Discussions at the World Economic Forum’s Annual Meeting of the New Champions in Tianjin this week covered a wide range of topics including one I am most passionate about. Healthcare’s fusion with technology is fast transforming the industry and the question often being asked is how do we harness this power to improve the well-being of the world’s growing and aging populations?
I believe there are five key themes that reinforce the opportunity to achieve this:
- Emerging technologies will revolutionise the way healthcare is delivered. Today’s model of healthcare provision is becoming increasingly unsustainable due to the needs of growing, older and increasingly affluent populations. Today’s bricks-and-mortar healthcare model will struggle to meet this growing demand. The good news is that emerging technologies such as AI, VR, AR, robotics and big data analytics have massive potential to help healthcare systems deal with their increasingly heavy burden and make the best use of limited healthcare resources. I also believe that high smartphone penetration rates globally, and especially in the world’s emerging markets, mean the mobile will play an essential role in the future of healthcare systems.
- Disruptive technology-based business models will transform the healthcare industry for the better, driving unparalleled reach and access globally. Technological innovation is reshaping business models, industries and economies to the point where we are witnessing non-traditional healthcare companies – including start-ups, global giant technology companies and media platforms – entering the healthcare industry with real intent and purpose, often backed by vast capital to invest. This is a transformative shift that will achieve rapid scale through online integration and the ability to leverage the world’s communications infrastructure.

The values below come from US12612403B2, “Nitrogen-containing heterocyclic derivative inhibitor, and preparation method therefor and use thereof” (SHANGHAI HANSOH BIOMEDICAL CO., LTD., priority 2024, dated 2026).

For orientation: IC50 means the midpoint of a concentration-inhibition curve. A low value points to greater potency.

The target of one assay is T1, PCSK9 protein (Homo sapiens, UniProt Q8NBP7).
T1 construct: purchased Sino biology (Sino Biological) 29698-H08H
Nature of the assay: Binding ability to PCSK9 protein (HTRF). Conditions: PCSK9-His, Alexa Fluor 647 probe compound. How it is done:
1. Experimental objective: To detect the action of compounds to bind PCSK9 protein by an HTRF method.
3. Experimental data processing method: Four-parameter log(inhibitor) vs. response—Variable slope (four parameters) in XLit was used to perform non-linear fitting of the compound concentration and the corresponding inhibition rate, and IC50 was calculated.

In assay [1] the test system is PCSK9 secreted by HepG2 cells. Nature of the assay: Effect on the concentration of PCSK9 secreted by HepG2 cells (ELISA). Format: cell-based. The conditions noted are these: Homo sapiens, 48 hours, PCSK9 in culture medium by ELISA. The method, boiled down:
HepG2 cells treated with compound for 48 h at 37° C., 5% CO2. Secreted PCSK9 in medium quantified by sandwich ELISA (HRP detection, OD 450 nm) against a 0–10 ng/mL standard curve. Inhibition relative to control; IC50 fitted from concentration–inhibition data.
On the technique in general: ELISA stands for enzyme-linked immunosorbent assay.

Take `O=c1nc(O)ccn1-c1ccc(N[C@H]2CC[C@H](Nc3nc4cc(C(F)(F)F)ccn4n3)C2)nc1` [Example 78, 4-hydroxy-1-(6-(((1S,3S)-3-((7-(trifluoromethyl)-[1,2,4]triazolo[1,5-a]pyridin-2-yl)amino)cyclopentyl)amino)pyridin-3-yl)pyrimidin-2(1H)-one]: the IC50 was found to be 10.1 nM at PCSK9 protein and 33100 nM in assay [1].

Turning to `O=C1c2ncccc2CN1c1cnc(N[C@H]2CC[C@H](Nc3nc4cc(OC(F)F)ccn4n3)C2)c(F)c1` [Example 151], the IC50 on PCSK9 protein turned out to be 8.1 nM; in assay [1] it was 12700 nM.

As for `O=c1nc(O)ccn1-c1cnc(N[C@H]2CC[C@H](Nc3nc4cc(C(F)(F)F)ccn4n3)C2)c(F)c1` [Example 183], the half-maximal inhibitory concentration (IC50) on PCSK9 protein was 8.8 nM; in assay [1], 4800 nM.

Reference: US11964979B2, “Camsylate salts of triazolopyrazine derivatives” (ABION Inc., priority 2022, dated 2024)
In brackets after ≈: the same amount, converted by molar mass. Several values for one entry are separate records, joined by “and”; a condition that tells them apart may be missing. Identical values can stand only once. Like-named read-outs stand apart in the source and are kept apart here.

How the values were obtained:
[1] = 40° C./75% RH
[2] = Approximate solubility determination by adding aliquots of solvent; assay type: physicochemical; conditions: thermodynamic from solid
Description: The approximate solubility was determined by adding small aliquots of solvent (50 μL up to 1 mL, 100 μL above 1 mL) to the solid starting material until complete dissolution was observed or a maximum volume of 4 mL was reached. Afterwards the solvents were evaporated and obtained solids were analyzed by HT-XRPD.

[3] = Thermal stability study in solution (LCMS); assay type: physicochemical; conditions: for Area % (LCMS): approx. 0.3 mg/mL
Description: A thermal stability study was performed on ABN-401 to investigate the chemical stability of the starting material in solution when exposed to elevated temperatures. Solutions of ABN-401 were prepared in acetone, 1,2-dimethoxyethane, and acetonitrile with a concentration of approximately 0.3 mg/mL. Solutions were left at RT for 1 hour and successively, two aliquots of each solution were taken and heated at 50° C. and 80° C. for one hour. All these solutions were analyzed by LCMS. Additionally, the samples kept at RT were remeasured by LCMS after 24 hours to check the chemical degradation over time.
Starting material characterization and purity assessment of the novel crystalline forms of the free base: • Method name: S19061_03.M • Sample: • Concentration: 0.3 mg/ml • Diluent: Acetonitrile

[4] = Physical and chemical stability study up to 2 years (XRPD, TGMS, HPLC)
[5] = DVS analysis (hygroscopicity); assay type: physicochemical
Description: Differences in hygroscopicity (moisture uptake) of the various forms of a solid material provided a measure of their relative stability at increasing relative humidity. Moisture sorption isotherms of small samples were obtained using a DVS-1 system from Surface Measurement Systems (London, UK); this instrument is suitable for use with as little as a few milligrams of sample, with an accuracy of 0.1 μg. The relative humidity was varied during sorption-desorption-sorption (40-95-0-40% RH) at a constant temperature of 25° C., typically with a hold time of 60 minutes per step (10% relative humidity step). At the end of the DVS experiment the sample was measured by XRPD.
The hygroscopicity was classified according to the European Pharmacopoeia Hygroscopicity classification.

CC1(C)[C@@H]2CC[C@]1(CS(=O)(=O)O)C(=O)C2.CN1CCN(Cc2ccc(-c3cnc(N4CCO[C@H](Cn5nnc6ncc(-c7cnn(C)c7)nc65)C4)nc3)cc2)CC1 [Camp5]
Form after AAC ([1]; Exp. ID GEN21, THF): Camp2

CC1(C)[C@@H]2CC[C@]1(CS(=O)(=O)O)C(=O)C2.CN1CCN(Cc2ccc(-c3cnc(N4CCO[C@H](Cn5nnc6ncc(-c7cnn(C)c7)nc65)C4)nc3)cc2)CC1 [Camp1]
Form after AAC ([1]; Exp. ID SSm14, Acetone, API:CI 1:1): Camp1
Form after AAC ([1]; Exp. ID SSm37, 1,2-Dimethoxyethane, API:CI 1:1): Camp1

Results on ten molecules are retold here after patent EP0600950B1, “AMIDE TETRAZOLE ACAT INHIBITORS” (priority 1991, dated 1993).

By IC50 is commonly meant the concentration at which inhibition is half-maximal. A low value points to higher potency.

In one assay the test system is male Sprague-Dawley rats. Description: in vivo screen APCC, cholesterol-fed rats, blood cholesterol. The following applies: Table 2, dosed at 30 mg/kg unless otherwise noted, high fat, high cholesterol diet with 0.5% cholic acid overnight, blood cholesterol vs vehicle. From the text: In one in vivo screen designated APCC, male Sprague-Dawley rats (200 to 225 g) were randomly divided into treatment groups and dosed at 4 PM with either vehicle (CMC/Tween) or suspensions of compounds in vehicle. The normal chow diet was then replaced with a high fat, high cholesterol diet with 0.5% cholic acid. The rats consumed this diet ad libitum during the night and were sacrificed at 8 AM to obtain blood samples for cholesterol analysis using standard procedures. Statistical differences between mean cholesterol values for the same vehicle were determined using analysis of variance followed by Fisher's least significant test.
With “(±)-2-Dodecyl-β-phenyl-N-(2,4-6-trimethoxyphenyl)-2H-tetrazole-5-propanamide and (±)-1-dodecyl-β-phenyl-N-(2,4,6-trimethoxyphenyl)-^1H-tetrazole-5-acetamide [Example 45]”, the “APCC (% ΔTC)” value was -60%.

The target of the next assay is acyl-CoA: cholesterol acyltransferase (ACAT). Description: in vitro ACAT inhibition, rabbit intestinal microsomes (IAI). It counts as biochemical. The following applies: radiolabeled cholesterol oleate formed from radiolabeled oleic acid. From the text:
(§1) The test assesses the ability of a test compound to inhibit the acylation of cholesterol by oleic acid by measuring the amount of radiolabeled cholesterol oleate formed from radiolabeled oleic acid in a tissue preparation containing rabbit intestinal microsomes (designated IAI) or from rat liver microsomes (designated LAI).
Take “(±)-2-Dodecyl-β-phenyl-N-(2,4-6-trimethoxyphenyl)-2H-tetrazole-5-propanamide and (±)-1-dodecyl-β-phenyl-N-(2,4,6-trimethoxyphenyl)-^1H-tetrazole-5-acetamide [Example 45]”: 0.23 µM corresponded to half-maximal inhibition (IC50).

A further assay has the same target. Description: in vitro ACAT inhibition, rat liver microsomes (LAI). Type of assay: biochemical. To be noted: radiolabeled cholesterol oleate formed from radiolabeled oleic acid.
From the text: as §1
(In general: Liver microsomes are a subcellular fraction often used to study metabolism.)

- New platform-based approaches that promise to collect and analyse huge volumes of data to develop preventive and predictive healthcare systems. The potential to target and improve the efficiency of global healthcare delivery is vast. It’s clear that the future of the industry will be collaborative and platform-based. Take for example a major e-commerce retailer’s potential entry into the healthcare retail market as an example of how digital platforms – in this case retail sales and distribution – can transform traditional business models and benefit the global patient.
- Fourth, digital transformation requires a total organizational mind-set shift. The healthcare industry, and incumbent healthcare companies, need to be more willing to take risks and be more like the technology industry. Pharma and healthcare boardroom composition needs to evolve to include entrepreneurial spirit and passion, as well as experience, to lead technology innovation and business model transformation.
- The global patient at the heart of our business. Agile companies that take a global patient world view will be the ones that remain relevant in the evolution of healthcare systems. We must remain agile and responsive to evolving consumer expectations as well. Today’s consumers are accustomed to on-demand goods and services and empowered by mobile connectivity. Healthcare leaders need to start implementing the kind of consumer-centric services that are already standard in the retail sector because it’s clear from the points above that the consumerisation of healthcare will continue at speed.